In the coming weeks there will also be a debate about the viability of particular candidates. Anyone with the courage to throw his or her hat in the ring and stand up and be counted always has my respect. Some of them were stronger candidates than others, but they all had the courage to be “in the arena.” The second lesson of this election is one a number of the candidates had to learn to their cost: Fight back the lies immediately and consistently. Some candidates assumed that, once they received their party’s nomination, the conservative message would automatically carry the day. Unfortunately, political contests aren’t always about truth and justice. Powerful vested interests will combine to keep bad candidates in place and good candidates out of office. Once they let themselves be defined as “unfit” (decorated war hero Joe Miller) or “heartless” (pro-life, international women’s rights champion Carly Fiorina), good candidates often find it virtually impossible to get their message across. The moral of their stories: You must be prepared to fight for your right to be heard.
#ad#Another important lesson is that we will need the mother of all GOTV efforts if we wish to win in 2012. Sending donations isn’t enough when push comes to shove. Millions of boots on the ground are needed, and voter-fraud prevention must be addressed before election eve.
The last, and possibly most important, lesson is that a winning conservative message must always be carefully crafted. If candidates are going to talk boldly on the campaign trail about entitlement reform and reducing the size of government, they must be prepared to word it in such a way as to minimize the inevitable fear-mongering accusations of “extremism.” We are quickly approaching a fiscal turning point where these crucial reform discussions will be mandatory. We need to speak about them in a way that the public will embrace. During his first run for the presidency in 1976, Ronald Reagan found out that election campaigns aren’t necessarily the best settings for quasi-academic discussions about issues like Social Security reform. So for his next campaign, he resolved to build his platform out of tried and tested policies like tax cuts. Successful candidates in the next election cycle will have to test and develop similar policy platforms that address the crucial issues of entitlement reform and shrinking government in a way that the voters will find pragmatic and even attractive.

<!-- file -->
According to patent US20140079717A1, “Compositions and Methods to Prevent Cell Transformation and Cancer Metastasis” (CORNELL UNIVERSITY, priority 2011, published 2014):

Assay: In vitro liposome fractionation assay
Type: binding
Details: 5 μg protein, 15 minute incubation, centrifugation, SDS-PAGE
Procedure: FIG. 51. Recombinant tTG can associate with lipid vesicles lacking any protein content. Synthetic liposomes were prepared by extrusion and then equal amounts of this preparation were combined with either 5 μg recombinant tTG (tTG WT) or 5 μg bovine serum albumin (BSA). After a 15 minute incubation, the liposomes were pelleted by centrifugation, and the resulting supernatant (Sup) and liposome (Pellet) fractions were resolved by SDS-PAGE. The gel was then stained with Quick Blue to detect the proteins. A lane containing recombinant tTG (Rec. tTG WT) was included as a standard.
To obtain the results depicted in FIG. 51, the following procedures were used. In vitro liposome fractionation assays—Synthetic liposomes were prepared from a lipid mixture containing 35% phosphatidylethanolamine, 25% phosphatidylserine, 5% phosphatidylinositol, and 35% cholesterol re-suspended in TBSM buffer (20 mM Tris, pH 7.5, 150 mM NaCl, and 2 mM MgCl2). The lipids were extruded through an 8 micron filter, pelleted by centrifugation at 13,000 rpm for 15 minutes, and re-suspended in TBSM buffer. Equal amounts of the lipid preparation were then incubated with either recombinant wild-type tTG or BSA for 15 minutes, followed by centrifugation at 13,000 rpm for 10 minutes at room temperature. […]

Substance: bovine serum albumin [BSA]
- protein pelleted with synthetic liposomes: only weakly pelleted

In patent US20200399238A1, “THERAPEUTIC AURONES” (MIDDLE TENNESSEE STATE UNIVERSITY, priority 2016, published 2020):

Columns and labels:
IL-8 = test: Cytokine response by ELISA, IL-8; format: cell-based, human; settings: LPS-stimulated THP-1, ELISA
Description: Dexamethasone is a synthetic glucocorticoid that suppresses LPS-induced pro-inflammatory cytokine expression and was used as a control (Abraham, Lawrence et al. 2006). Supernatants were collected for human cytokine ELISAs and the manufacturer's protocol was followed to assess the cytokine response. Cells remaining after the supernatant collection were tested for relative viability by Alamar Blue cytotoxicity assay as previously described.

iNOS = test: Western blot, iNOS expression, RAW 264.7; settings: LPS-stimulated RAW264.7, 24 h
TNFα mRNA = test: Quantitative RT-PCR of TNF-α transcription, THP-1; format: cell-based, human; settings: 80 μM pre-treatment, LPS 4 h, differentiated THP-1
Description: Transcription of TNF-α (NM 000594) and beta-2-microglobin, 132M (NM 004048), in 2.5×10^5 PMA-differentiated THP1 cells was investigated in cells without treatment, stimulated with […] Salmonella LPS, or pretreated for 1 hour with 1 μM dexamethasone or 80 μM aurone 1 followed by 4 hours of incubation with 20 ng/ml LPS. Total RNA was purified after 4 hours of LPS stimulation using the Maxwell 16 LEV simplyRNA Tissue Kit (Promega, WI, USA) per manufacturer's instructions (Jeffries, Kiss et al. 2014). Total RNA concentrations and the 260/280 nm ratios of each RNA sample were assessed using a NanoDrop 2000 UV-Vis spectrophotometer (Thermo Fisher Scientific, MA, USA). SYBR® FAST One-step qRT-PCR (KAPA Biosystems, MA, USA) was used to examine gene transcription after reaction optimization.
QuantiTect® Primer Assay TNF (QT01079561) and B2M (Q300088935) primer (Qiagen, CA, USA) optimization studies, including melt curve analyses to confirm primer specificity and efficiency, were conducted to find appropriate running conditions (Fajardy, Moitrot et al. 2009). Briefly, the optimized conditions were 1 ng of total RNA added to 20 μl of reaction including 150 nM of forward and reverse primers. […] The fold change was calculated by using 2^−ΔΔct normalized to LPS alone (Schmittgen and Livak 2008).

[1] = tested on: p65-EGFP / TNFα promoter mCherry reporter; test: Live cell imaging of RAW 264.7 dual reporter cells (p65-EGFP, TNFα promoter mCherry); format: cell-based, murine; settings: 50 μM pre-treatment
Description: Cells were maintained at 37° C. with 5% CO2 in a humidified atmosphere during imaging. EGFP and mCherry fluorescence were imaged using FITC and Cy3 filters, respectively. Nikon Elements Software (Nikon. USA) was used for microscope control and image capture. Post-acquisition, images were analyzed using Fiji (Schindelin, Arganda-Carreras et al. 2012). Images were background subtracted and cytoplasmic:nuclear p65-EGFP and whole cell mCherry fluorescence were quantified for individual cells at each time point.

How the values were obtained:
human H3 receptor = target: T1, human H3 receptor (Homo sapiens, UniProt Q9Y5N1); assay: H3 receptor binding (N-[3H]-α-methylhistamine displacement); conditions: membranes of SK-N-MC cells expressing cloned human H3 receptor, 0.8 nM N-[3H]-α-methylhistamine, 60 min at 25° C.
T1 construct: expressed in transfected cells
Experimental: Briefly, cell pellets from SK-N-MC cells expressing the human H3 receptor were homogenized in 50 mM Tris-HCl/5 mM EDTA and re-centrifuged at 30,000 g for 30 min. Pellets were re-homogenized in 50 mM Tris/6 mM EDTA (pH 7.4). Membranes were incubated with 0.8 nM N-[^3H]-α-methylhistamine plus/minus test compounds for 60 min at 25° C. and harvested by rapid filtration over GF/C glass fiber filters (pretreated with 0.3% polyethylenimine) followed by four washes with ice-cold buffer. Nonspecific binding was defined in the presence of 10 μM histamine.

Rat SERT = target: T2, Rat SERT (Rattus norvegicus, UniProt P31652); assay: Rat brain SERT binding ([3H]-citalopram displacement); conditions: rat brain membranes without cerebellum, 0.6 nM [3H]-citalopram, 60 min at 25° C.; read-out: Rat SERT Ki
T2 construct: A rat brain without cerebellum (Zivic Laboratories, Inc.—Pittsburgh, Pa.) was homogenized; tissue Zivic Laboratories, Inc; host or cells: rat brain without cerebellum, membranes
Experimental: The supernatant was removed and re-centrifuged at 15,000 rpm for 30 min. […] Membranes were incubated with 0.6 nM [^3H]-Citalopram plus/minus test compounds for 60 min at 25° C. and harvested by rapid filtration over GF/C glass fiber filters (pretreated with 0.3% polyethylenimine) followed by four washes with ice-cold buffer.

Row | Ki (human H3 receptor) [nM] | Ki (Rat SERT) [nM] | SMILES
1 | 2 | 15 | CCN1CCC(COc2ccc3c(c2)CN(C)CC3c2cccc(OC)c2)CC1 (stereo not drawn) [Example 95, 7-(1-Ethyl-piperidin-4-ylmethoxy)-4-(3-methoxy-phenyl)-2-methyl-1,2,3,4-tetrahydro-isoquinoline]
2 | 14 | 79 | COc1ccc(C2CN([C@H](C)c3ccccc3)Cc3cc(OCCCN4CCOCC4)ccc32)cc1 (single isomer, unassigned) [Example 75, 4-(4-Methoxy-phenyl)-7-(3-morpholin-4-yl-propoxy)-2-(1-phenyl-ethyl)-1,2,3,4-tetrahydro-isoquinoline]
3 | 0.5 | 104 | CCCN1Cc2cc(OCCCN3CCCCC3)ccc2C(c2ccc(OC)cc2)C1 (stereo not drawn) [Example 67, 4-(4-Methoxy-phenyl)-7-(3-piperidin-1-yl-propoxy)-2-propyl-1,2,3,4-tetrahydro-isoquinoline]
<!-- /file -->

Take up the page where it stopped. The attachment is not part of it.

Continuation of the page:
If we manage to do these things, there is no reason why we can’t look forward with confidence to winning in 2012. I have said all along that this election must be seen in conjunction with the next. Ultimately 2010 must be viewed as just the first battle in a much longer fight that leads to November 6, 2012, and beyond. We cannot fully restore and revive America until we replace Obama. The meaning of the 2010 election was rebuke, reject, and repeal. We rebuked Washington’s power grab, rejected this unwanted “fundamental transformation of America,” and began the process to repeal the dangerous policies inflicted on us. But this theme will only complement the theme of 2012, which is renew, revive, and restore. In 2012, we need to renew our optimistic, pioneering spirit, revive our free-market system, and restore constitutional limits and our standing in the world as the abiding beacon of freedom.
Till then, I hope that commonsense patriots will join me in applauding the real heroes of this election year: the Tea Party Americans. In 2008, we were told that we had to “move beyond Reagan.” Well, some of us refused to believe that America chose big-government European-style socialism. American voters elected a politician who cloaked his agenda in the language of moderation. Once the mask was removed, Americans rejected his “fundamental transformation.” The Tea Party reminded us that Reaganism is still our foundation. I think the Gipper is smiling down on us today waving the Gadsden Flag.
— Sarah Palin, the former governor of Alaska, was the 2008 Republican nominee for vice president.